Privacy in the Workplace

March 21, 1986

Report Outline
More Drug and Lie Tests
Evolving Privacy Concepts
New Monitoring Technology
Special Focus

More Drug and Lie Tests

Increased Job Screening and Monitoring

When it recommended March 3 that tens of millions of working Americans be tested for evidence of drug abuse, the President's Commission on Organized Crime added fuel to a controversy that is surfacing in workplaces across the country. The commission's call for “suitable” and “appropriate” tests on employees of the federal government and its contractors—as well as workers in the private sector and state and local governments—marked the most dramatic step yet in the growing movement to combat illegal drugs by threatening users with the possibility of losing their jobs. “The war against drugs will not be won until people stop using them,” the commission said.

Faced with a barrage of criticism from Congress and civil libertarians, members of the commission and the Reagan administration seemed to back away from some of the report's drug-testing suggestions. But the debate generated by the proposal focused attention on a broad trend that goes well beyond just drug testing—management's use of technology to monitor what, employees do, both on and off the job. Spurred by evidence that their workers are increasingly inclined to steal or take drugs on the job, many employers are peering into intimate aspects of people's lives, in the hope of either changing their behavior or excluding them from their jobs. Stories about drug-testing among federal workers and professional athletes, and the government's use of lie detectors in spy investigations, are just the highly publicized portion of a widespread movement.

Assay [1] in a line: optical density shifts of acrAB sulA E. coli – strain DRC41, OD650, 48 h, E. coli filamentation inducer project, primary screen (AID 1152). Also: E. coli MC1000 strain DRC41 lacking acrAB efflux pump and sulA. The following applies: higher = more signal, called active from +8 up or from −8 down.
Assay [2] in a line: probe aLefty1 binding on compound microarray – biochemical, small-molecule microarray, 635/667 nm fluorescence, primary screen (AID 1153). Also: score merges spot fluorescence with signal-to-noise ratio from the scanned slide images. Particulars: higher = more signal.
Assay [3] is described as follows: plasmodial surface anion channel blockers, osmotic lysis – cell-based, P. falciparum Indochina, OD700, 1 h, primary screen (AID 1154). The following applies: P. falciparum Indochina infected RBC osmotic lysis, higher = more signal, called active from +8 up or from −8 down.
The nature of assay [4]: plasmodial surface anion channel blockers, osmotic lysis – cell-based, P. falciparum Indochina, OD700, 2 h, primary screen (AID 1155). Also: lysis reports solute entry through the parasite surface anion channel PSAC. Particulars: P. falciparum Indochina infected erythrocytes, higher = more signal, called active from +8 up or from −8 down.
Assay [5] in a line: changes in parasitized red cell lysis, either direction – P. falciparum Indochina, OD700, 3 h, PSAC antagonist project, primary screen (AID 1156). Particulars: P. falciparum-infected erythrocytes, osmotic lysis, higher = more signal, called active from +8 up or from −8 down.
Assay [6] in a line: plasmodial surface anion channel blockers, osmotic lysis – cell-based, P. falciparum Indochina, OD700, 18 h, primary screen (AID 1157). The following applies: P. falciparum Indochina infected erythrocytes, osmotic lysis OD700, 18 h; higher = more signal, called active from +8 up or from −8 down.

As time goes on, the employee who shows up for work on Monday morning may be ever more accountable for what he or she did on Saturday night. That possibility raises fundamental questions about the nature of the employer-employee relationship, as management, unions and lawmakers struggle over where to draw the line between work and personal life. It also brings into sharp focus some basic questions about the constitutional “right to privacy” proclaimed by the Supreme Court and strengthened by state and federal laws in recent decades. Although they are protected as citizens against unlawful intrusions by their government, workers in the private sector have no guaranteed privacy rights in relation to their employers. Moreover, the surge of new testing methods is just part of a flood of new equipment—from computers and video cameras to electronic sensors and sophisticated telephone monitors—that is making existing privacy laws out of date. Technology has progressed much faster than the law.

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BROWSE RELATED TOPICS:
Drug Abuse
Labor Standards and Practices
Privacy